As mentioned above, the PSE module 312 may be adapted to determine whether there are reference data items which are similar enough (as determined by one or more thresholds) to the real-time CMS, and in conjunction with the results of the progressive similarity evaluation process the PSE module 312 may apply a unwanted CMS detection criteria to determine whether the real-time CMS is unwanted. According to some embodiments of the invention, in case the real-time CMS is determined to be unwanted, the system for detecting unwanted CMS 310 may be adapted to terminate the real-time CMS. It would be appreciated that the progressive evaluation process may enable the system for detecting unwanted CMS 310 to terminate a real-time CMS, while the session is in progress. For example, according to some embodiments of the invention, upon determining the real-time CMS is unwanted, the system 310 may instruct the intended recipient 304 to terminate the cell (session).

Furthermore, in case the PSE module 312 determines that the real-time CMS is unwanted, the PSE module 312 may generate a CMS traffic control rule. As described in further detail above, the CMS traffic control rule may include some characteristic or parameters which are associated with the real-time CMS that has been determined to be unwanted, and may enable a recipient of the rule to identify CMS traffic which includes said characteristic or parameters or which include a characteristic or parameter which is correlated with the characteristic or parameter referred to in the CMS traffic control rule and to handle the suspected or unwanted CMS traffic accordingly. The CMS traffic control rule may be distributed to various nodes throughout the network, to enable other PSE modules or recipients of future CMS traffic to identify unwanted or suspected CMS traffic. As mentioned above, a CMS traffic control rule may including data in respect of signaling data associated with CMS traffic which has been identified as being unwanted and/or data in respect of media data or signature corresponding to media associated with CMS traffic which has been identified as being unwanted.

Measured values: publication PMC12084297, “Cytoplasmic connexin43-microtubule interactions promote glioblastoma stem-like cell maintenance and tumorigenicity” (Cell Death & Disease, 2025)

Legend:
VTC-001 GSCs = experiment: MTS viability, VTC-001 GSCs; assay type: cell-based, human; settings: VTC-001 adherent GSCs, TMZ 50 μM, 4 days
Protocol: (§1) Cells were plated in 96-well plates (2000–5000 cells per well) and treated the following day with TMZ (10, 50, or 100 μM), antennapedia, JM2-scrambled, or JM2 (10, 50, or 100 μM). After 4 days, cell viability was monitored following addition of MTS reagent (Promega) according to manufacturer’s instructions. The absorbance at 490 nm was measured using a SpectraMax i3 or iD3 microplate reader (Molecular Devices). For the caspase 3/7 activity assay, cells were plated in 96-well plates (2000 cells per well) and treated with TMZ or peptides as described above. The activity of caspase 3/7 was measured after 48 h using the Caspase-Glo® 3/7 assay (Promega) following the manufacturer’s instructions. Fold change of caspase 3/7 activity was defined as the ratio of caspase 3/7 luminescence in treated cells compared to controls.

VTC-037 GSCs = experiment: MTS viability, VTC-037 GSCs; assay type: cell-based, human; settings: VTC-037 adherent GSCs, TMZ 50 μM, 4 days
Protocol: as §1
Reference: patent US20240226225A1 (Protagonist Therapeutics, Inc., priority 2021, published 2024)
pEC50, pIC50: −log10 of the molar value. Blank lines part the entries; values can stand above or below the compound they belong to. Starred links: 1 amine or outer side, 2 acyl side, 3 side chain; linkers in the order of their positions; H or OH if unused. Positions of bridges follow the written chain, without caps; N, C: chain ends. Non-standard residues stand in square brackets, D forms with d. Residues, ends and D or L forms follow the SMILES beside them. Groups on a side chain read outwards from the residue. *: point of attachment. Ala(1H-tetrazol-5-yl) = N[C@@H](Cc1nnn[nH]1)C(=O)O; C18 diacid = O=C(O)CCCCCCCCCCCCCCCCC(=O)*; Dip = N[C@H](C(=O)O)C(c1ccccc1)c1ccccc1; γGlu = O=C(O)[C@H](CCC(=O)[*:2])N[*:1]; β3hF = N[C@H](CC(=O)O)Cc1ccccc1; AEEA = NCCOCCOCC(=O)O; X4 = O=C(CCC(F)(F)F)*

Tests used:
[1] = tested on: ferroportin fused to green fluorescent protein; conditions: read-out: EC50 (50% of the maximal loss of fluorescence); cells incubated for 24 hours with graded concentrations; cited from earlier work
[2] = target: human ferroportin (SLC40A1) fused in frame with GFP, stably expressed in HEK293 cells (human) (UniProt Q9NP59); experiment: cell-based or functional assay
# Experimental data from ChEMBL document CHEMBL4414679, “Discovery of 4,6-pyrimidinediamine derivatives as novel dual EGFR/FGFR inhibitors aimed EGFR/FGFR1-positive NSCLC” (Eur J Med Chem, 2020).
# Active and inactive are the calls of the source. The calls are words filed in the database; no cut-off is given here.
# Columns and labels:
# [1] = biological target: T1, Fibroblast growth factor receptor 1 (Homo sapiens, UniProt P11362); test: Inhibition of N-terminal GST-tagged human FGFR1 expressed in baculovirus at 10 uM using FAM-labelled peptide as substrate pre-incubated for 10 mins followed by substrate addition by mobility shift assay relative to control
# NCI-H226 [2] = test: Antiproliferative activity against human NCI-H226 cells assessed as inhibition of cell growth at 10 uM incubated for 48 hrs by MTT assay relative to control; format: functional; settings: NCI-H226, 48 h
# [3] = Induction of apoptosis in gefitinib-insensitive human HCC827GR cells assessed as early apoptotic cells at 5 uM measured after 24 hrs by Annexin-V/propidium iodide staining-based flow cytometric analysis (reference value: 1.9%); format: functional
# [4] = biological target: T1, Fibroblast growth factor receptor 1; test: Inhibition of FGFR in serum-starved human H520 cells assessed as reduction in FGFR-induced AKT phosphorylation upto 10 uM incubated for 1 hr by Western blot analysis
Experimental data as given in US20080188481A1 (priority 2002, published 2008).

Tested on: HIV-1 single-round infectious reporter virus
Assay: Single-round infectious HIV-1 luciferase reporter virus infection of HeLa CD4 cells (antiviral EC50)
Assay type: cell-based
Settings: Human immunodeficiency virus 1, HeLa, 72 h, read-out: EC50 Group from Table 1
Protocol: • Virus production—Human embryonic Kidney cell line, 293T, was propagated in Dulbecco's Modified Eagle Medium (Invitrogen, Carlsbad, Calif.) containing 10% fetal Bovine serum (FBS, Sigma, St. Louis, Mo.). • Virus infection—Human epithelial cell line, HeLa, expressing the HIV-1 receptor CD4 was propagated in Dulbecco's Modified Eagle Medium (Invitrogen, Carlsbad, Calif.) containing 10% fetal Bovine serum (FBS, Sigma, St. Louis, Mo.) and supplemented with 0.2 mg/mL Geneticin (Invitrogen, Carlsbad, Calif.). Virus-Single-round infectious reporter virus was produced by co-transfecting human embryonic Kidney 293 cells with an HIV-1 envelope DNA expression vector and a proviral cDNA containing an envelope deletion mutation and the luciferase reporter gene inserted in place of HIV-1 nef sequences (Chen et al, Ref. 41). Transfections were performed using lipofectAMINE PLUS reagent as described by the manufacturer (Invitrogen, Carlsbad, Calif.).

According to further embodiments of the invention, CMS monitoring point 300 may include an interception module either in addition or as an alternative to the tapping module 316. The interception module may be adapted to intercept CMS traffic traversing the network. For example, the interception module may be adapted to monitor traffic traversing the network or traversing a certain portion of the network, and upon identification of a session initiation message(s) associated with a real-time CMS, the interception module may be adapted to intercept the session initiation message(s). In accordance with one embodiment of the invention, the interception module may be adapted to intercept the real-time CMS session initiation messages before the messages are received at the intended recipient 304. The interception module may be adapted to establish a CMS call or a real-time CMS with the originator 302 of the real-time CMS session initiation messages to inspect the real-time CMS and to determine whether it is unwanted, as will be described in further detail below.